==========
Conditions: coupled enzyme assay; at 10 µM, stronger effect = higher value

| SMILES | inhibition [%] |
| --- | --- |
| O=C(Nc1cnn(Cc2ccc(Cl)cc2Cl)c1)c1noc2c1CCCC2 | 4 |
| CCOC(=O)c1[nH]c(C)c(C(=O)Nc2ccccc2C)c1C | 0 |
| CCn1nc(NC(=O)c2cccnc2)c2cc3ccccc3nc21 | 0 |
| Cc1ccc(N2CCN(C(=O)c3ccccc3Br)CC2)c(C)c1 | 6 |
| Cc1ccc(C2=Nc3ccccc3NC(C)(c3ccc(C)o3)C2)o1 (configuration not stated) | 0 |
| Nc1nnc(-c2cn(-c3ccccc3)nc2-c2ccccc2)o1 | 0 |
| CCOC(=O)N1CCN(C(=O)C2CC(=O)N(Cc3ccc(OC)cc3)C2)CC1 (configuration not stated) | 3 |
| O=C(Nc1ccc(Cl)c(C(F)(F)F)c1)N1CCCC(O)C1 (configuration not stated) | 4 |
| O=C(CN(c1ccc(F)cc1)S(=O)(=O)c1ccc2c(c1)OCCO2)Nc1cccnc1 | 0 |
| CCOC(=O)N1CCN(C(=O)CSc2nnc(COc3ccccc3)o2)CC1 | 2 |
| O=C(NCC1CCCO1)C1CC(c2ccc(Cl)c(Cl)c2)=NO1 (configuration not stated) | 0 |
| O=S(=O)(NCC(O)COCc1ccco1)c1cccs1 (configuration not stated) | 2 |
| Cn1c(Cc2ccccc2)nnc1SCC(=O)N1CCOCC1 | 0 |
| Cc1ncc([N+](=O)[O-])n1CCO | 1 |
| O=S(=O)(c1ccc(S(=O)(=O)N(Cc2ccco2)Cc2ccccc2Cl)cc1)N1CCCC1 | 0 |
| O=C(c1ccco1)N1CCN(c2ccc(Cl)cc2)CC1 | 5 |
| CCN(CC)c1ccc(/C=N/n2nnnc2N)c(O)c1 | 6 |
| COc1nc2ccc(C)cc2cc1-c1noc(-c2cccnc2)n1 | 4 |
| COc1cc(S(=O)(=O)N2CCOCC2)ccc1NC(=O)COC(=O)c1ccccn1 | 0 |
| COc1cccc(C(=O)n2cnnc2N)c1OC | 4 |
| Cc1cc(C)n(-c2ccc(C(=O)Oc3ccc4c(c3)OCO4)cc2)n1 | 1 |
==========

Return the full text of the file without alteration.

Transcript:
Conditions: coupled enzyme assay; at 10 µM, stronger effect = higher value

| SMILES | inhibition [%] |
| --- | --- |
| O=C(Nc1cnn(Cc2ccc(Cl)cc2Cl)c1)c1noc2c1CCCC2 | 4 |
| CCOC(=O)c1[nH]c(C)c(C(=O)Nc2ccccc2C)c1C | 0 |
| CCn1nc(NC(=O)c2cccnc2)c2cc3ccccc3nc21 | 0 |
| Cc1ccc(N2CCN(C(=O)c3ccccc3Br)CC2)c(C)c1 | 6 |
| Cc1ccc(C2=Nc3ccccc3NC(C)(c3ccc(C)o3)C2)o1 (configuration not stated) | 0 |
| Nc1nnc(-c2cn(-c3ccccc3)nc2-c2ccccc2)o1 | 0 |
| CCOC(=O)N1CCN(C(=O)C2CC(=O)N(Cc3ccc(OC)cc3)C2)CC1 (configuration not stated) | 3 |
| O=C(Nc1ccc(Cl)c(C(F)(F)F)c1)N1CCCC(O)C1 (configuration not stated) | 4 |
| O=C(CN(c1ccc(F)cc1)S(=O)(=O)c1ccc2c(c1)OCCO2)Nc1cccnc1 | 0 |
| CCOC(=O)N1CCN(C(=O)CSc2nnc(COc3ccccc3)o2)CC1 | 2 |
| O=C(NCC1CCCO1)C1CC(c2ccc(Cl)c(Cl)c2)=NO1 (configuration not stated) | 0 |
| O=S(=O)(NCC(O)COCc1ccco1)c1cccs1 (configuration not stated) | 2 |
| Cn1c(Cc2ccccc2)nnc1SCC(=O)N1CCOCC1 | 0 |
| Cc1ncc([N+](=O)[O-])n1CCO | 1 |
| O=S(=O)(c1ccc(S(=O)(=O)N(Cc2ccco2)Cc2ccccc2Cl)cc1)N1CCCC1 | 0 |
| O=C(c1ccco1)N1CCN(c2ccc(Cl)cc2)CC1 | 5 |
| CCN(CC)c1ccc(/C=N/n2nnnc2N)c(O)c1 | 6 |
| COc1nc2ccc(C)cc2cc1-c1noc(-c2cccnc2)n1 | 4 |
| COc1cc(S(=O)(=O)N2CCOCC2)ccc1NC(=O)COC(=O)c1ccccn1 | 0 |
| COc1cccc(C(=O)n2cnnc2N)c1OC | 4 |
| Cc1cc(C)n(-c2ccc(C(=O)Oc3ccc4c(c3)OCO4)cc2)n1 | 1 |